Ministry of Housing, Communities & Local Government
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Guidance to help industry respond to the zero carbon challenge
Housing and Planning Minister Yvette Cooper today called on developers to refocus their efforts to deliver the eco homes of the future as Communities and Local Government published revised guidance to help the construction industry respond to the challenge of meeting the zero carbon homes target.
The guidance, which responds to comments and feedback from industry, provides greater clarity in a number of areas including the future eligibility of different energy sources and the method for calculating anticipated water consumption.
Yvette Cooper said:
"We need to build more affordable homes but we also need to cut carbon emissions at the same time. That is why we are working with industry to meet the zero carbon challenge including through financial incentives.
"The ambition for all new homes to be zero carbon by 2016 is a challenging one. We need to work in close co-operation with housebuilders and the green technology industry to can achieve."
HM Treasury will shortly lay draft regulations before Parliament setting out definition of a zero carbon home for stamp duty land tax purposes. An exemption on stamp duty land tax for new zero carbon homes was announced by the then Chancellor Gordon Brown last December.
Notes to editors
1. The technical guidance can be found here: http://www.planningportal.gov.uk/uploads/code_for_sustainable_homes_techguide.pdf
2. The Code for Sustainable Homes was introduced in April this year. It provides a comprehensive assessment of the overall sustainability and includes minimum standards for energy and water at all levels.
3. The Budget 2007 stated: "that from 1 October 2007 all new homes meeting the zero carbon standard costing up to £500,000 will pay no stamp duty, and zero-carbon homes costing in excess of £500,000 will receive a reduction in their stamp duty bill of £15,000. The exemption will be time limited for 5 years until 30 September 2012, but before the end of the time limit the Government will review the effectiveness of the relief and consider the case for an extension".
4. The key changes are:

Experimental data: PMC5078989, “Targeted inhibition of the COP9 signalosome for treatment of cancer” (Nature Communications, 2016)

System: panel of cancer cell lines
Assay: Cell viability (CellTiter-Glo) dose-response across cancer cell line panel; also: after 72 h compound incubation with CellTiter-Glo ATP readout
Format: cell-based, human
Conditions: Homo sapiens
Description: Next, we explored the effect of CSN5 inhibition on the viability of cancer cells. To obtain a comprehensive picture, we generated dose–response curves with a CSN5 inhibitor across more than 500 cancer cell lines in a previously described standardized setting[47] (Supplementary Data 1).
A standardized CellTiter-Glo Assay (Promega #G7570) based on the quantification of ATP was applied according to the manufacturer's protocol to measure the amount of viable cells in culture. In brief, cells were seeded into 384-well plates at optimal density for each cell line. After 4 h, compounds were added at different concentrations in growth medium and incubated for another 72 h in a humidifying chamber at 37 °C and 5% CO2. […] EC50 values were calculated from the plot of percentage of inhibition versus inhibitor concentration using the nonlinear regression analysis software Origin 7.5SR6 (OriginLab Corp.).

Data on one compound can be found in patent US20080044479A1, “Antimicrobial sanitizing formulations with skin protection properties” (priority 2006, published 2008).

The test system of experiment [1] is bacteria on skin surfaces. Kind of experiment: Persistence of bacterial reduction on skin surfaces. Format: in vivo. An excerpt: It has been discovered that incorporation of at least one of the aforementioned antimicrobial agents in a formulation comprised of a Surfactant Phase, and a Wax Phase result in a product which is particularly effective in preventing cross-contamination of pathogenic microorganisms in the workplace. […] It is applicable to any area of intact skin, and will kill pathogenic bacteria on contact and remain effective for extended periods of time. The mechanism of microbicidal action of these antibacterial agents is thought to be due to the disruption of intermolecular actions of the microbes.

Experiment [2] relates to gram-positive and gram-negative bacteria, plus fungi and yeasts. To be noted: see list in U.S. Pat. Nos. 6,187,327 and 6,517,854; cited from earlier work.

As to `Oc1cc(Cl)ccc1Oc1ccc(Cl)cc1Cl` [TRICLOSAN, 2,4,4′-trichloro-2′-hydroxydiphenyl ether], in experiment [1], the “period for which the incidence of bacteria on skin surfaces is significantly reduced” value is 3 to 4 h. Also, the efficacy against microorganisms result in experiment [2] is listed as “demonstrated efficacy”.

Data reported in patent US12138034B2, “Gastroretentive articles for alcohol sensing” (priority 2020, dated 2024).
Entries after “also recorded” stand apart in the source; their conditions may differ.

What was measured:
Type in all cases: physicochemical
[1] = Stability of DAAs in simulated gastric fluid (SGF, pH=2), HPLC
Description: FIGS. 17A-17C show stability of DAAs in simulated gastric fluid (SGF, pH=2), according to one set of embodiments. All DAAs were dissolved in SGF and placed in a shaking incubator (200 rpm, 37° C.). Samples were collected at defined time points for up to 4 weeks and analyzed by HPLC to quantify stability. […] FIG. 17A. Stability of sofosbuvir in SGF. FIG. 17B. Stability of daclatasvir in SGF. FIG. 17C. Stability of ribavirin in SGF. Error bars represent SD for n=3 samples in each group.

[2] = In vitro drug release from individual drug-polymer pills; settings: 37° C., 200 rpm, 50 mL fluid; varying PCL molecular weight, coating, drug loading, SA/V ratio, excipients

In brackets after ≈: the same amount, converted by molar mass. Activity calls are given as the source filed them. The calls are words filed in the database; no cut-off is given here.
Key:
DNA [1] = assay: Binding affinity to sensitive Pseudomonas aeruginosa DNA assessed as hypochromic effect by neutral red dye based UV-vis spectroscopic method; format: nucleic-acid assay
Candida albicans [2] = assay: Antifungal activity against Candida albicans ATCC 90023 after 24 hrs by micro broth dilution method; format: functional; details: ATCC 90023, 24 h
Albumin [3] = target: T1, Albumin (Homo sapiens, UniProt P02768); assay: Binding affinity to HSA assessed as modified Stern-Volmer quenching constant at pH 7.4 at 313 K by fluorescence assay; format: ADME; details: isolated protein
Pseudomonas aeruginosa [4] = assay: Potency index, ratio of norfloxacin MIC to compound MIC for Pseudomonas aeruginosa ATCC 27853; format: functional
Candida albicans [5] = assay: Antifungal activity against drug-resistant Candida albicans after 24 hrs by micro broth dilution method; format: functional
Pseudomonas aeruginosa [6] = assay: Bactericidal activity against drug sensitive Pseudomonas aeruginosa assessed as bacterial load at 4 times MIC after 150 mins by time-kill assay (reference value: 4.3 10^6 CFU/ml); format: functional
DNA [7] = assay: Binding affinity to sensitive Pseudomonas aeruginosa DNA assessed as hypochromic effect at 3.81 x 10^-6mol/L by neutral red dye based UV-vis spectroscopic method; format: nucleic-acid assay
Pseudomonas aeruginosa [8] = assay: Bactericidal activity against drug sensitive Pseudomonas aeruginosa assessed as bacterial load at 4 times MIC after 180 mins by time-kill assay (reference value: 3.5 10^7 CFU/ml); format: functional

* The way energy efficiencies for flats with and without
renewables are calculated;
* The way water efficiencies are calculated; and
* The use of off-site renewable energy sources. In future, these will not be eligible unless directly connected to the development concerned. The Code continues to allow connection to gas and electricity grids as long as the home produces net zero carbon emissions over the year.
5. The Code Technical Guidance, including definition of zero carbon, will be kept under review as new evidence emerges about costs and practicalities, and as technologies develop
6. Currently the energy used to heat, light and run our homes account for 27 per cent of all the UK's emissions.
Key features of a zero carbon development could include technologies such as:
Combined heat and power
Combined Heat and Power (CHP) is a fuel-efficient energy technology that, unlike conventional forms of power generation, puts to use the by-product heat that is normally wasted to the environment. CHP can increase the overall efficiency of fuel use to more than 75 per cent, compared with around 50 per cent or less from conventional electricity generation.
District heating and cooling systems
District heating is a system for distributing heat generated in a centralized location for residential and/or commercial heating
requirements. District heating systems (DHS) distribute steam or hot water to multiple buildings. The heat can be provided from a variety of sources, including geothermal, CHP plants, waste heat from industry, and purpose-built heating plants.
Aquifer Thermal Energy
Aquifer thermal energy storage uses underground water reserves called aquifers. There are two wells (typically) on either side with hydraulic coupling. One well is for the warm water and the other one is for the cold.
In the winter, warm water is cooled and passed to the cold well. Energy is extracted by a heat exchanger for heating purposes. In summer, the process is reversed and cold water is used for cooling. Once heated, the water is stored in the cold well. The advantage about this system is that it is environmentally safe; the water which circulates from underground to the heat exchangers and back can not be contaminated as it always remains in the system.
Ground Source Heat Pumps
Ground source heat pumps (GSHP) transfer heat from the ground into a building to provide space heating and, in some cases, to pre-heat domestic hot water.
Passive heating systems are used in buildings which are insulated to a very high standard and make use of solar thermal gain and heat exchanges on ventilation systems, so that no external energy source (other than perhaps background heat generated by people living there and appliances) is required to keep the building warm.
Solar and Wind Energy
Solar energy can be used in a number of ways to provide energy. Passive solar energy is the use of sunlight to keep buildings warm through the direct warming effect of the sun on a building, eg via walls and glazing. Thermal solar panels which provide space heating and hot water. Another method is to convert solar energy to electricity in photovoltaic cells.
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